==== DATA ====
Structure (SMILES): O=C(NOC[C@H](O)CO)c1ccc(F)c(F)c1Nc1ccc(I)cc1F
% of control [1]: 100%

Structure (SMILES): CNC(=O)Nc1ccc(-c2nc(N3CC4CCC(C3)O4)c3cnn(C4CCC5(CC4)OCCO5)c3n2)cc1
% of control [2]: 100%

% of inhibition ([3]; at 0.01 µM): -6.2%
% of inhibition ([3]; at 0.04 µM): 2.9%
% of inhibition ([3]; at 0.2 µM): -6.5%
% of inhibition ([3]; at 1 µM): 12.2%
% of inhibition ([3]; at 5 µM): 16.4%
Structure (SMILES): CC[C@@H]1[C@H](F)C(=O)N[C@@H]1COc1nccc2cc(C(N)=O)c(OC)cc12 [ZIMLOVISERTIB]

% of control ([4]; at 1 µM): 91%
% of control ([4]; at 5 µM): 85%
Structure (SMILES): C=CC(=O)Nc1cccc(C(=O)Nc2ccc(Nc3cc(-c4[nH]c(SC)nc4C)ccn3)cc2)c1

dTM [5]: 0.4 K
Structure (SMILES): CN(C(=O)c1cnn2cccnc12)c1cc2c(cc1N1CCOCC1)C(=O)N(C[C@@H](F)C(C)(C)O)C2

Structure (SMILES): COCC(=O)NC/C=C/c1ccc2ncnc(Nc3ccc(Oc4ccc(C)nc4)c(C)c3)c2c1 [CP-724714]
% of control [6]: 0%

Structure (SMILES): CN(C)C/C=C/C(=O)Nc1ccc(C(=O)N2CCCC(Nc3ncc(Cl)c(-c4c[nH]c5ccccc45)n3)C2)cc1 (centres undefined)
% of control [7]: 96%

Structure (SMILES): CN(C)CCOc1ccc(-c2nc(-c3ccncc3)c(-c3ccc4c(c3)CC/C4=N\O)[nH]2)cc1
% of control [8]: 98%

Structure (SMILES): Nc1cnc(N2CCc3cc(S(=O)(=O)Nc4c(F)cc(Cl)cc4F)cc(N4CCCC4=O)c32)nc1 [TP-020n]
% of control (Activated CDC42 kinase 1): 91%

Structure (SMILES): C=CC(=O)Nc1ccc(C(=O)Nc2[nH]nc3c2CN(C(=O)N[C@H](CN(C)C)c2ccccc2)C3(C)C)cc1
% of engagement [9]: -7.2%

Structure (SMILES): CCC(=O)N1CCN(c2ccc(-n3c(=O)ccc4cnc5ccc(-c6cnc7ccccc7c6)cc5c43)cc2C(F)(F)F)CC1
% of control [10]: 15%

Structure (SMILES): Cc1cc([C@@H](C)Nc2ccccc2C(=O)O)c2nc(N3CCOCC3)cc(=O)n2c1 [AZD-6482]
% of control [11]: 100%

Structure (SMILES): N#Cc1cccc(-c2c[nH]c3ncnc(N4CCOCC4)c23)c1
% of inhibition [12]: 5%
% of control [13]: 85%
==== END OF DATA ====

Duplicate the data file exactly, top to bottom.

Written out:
Structure (SMILES): O=C(NOC[C@H](O)CO)c1ccc(F)c(F)c1Nc1ccc(I)cc1F
% of control [1]: 100%

Structure (SMILES): CNC(=O)Nc1ccc(-c2nc(N3CC4CCC(C3)O4)c3cnn(C4CCC5(CC4)OCCO5)c3n2)cc1
% of control [2]: 100%

% of inhibition ([3]; at 0.01 µM): -6.2%
% of inhibition ([3]; at 0.04 µM): 2.9%
% of inhibition ([3]; at 0.2 µM): -6.5%
% of inhibition ([3]; at 1 µM): 12.2%
% of inhibition ([3]; at 5 µM): 16.4%
Structure (SMILES): CC[C@@H]1[C@H](F)C(=O)N[C@@H]1COc1nccc2cc(C(N)=O)c(OC)cc12 [ZIMLOVISERTIB]

% of control ([4]; at 1 µM): 91%
% of control ([4]; at 5 µM): 85%
Structure (SMILES): C=CC(=O)Nc1cccc(C(=O)Nc2ccc(Nc3cc(-c4[nH]c(SC)nc4C)ccn3)cc2)c1

dTM [5]: 0.4 K
Structure (SMILES): CN(C(=O)c1cnn2cccnc12)c1cc2c(cc1N1CCOCC1)C(=O)N(C[C@@H](F)C(C)(C)O)C2

Structure (SMILES): COCC(=O)NC/C=C/c1ccc2ncnc(Nc3ccc(Oc4ccc(C)nc4)c(C)c3)c2c1 [CP-724714]
% of control [6]: 0%

Structure (SMILES): CN(C)C/C=C/C(=O)Nc1ccc(C(=O)N2CCCC(Nc3ncc(Cl)c(-c4c[nH]c5ccccc45)n3)C2)cc1 (centres undefined)
% of control [7]: 96%

Structure (SMILES): CN(C)CCOc1ccc(-c2nc(-c3ccncc3)c(-c3ccc4c(c3)CC/C4=N\O)[nH]2)cc1
% of control [8]: 98%

Structure (SMILES): Nc1cnc(N2CCc3cc(S(=O)(=O)Nc4c(F)cc(Cl)cc4F)cc(N4CCCC4=O)c32)nc1 [TP-020n]
% of control (Activated CDC42 kinase 1): 91%

Structure (SMILES): C=CC(=O)Nc1ccc(C(=O)Nc2[nH]nc3c2CN(C(=O)N[C@H](CN(C)C)c2ccccc2)C3(C)C)cc1
% of engagement [9]: -7.2%

Structure (SMILES): CCC(=O)N1CCN(c2ccc(-n3c(=O)ccc4cnc5ccc(-c6cnc7ccccc7c6)cc5c43)cc2C(F)(F)F)CC1
% of control [10]: 15%

Structure (SMILES): Cc1cc([C@@H](C)Nc2ccccc2C(=O)O)c2nc(N3CCOCC3)cc(=O)n2c1 [AZD-6482]
% of control [11]: 100%

Structure (SMILES): N#Cc1cccc(-c2c[nH]c3ncnc(N4CCOCC4)c23)c1
% of inhibition [12]: 5%
% of control [13]: 85%